Square is Square

I once used that phrase as a tag line for a tile I was importing from Italy.  It was wonderfully thin and rectangular, instead of square…a bit of a revolution at the time, but I couldn’t resist it.  I’m partial to 90-degree angles, but had grown tired of plain squares.  Unfortunately, my rectangular tiles were so unusual that folks in the US were too perplexed by it.  Of course now, most every tile showroom carries several similarly rectangular tiles and that plank shape has become a new classic.  Oh well-

These days tiles continue to push the limits of everything imaginably tile.  But what used to be out of the “norm” doesn’t hold a candle to the newest art tiles. And – as usual (or unusual) - I’m very drawn to them for that.

So today, I thought it would be fun to show some of the recent tiles I’ve encountered that I think win the award for being the most unusual, provocative and, really lovely tiles.

Odegard

Architecture + Design Surfaces by Odegard

Architecture + Design Surfaces by Odegard

Handcrafted tiles from wood & marble, I loved these tiles as much for their negative spaces as their positives.  How to install these- you might ask?  I don’t have a clue- but I do have a call out to the Odegard team to see if I can get more information on these most beautiful tiles.  I especially love the one crafted from white marble and will definitely be adding that to my “white tile” favorites.

My own Hearst Castle Collection by Tilevera will be featuring carved wood panels, tiles, and bronze works  reproducing some of the amazing choir stall and ceiling panels from Hearst Castle.  Look for these in 2010!  Some of these tiles will also reveal “open” spaces.  So it was good to see more designers playing with this concept.  Ours have been designed to install over  stone tiles or mercury glass- both featured as well in our Hearst collection.

Robert Kuo

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Traveling through China many years ago, I had the opportunity to tour the Empress Dowager’s Summer Palace. It was serene and very feminine with one of the most fascinating uses of carved stone that I’ve ever encountered.  Along the palace shore sits a two-story marble boat.  It is a life-sized sculpture carved to appear “floating” along the shoreline.  But upon closer inspection it is actually a wooden structure painted to look like marble.  It is quite a curiosity steeped in historic politics.

Sculpting stone is an age-old tradition in China and artist Robert Kuo is a designer who originally intrigued me with his cloisonne tiles crafted in China.  He has returned to China to create hand carved stone tiles utilizing the same skills used to carve pieces for Buddhist temples.  I found these tiles so tactile, and pleasingly imperfect.  Presented by Ann Sacks- Robert Kuo’s carved tiles are both beautiful and mysterious.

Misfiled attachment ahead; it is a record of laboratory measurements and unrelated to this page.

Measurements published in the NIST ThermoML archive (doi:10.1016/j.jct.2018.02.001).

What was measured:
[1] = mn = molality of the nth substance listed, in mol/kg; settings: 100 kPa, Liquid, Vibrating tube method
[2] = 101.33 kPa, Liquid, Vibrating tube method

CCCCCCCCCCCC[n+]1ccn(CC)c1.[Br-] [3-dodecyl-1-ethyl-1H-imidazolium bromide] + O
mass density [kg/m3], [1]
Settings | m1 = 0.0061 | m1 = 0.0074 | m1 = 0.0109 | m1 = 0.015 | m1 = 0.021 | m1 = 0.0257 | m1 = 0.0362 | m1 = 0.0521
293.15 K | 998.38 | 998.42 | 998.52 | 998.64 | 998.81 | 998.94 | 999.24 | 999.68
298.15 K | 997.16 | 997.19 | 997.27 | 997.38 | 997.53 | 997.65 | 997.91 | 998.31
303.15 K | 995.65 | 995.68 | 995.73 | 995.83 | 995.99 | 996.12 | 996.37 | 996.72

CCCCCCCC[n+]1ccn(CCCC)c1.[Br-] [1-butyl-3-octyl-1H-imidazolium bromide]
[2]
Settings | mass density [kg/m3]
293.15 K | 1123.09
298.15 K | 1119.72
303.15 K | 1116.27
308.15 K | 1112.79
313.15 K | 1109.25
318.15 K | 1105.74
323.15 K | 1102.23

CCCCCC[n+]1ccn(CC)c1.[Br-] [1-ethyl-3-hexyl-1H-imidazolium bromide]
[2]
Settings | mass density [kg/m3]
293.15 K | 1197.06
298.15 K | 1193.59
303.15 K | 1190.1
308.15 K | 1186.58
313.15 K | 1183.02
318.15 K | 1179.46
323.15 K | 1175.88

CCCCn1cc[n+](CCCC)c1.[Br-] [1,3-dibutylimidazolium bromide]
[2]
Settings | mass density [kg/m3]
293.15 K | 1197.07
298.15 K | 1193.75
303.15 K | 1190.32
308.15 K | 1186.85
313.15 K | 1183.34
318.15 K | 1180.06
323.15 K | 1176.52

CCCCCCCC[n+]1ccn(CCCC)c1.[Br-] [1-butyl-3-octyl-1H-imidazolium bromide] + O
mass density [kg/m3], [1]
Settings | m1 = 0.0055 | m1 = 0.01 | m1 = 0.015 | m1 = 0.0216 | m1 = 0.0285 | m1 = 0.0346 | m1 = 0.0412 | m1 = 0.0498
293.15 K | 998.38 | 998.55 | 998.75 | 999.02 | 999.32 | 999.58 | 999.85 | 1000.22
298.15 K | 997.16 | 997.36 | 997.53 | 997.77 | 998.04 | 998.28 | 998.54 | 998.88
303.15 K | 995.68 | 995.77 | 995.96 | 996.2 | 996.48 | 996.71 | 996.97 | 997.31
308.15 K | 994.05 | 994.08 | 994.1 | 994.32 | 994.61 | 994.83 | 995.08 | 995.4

Tactile Geometrics

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The porcelain magicians of Tactile Geometrics hail from Brooklyn and their tiles were enthusiastically introduced to us by our friend Therese from Ceramic Tile Design in California.   Recently featured in Ceramics Monthly (the bible for all potters and ceramic artists) Ruby Levesque and Neil Amon sculpt tiles that are mod in color and shape, and coated in oh-so smooth matte glazes.  I can love a tile as much for how it feels as for how it looks.   I couldn’t keep my hands off these!!

Their various tile shapes remind me more of the genome project with their astoundingly geometric shapes, at once other worldly,  even as they are of this world.  If that’s not the definition of the quintessential “unusual” tile- what is???

Tilevera

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I would have to feature a series from Tilevera, of course.  And of course this most unusual of series happens to also be my very favorite tile series of all the tiles we paint.  That’s a pretty big statement considering we create 1000′s of tiles.

I have other favorites such as our Hearst Mercury Glass- but since I really love hand painted tiles- designing Elizabeth was  an exercise in using a few of my favorite things.

When we debuted this series along with a myriad of other large format tiles, I kept the photos of Elizabeth in my binder and only brought them out if I thought the interested designer wouldn’t look at me cross-eyed (kind of like a kid sharing his prized salamander with only the most discerning neighborhood kids).

We were surprised by the resounding approval for this line and now as I reflect on that- I realize just how far we all have come from the days of my rectangular tiles!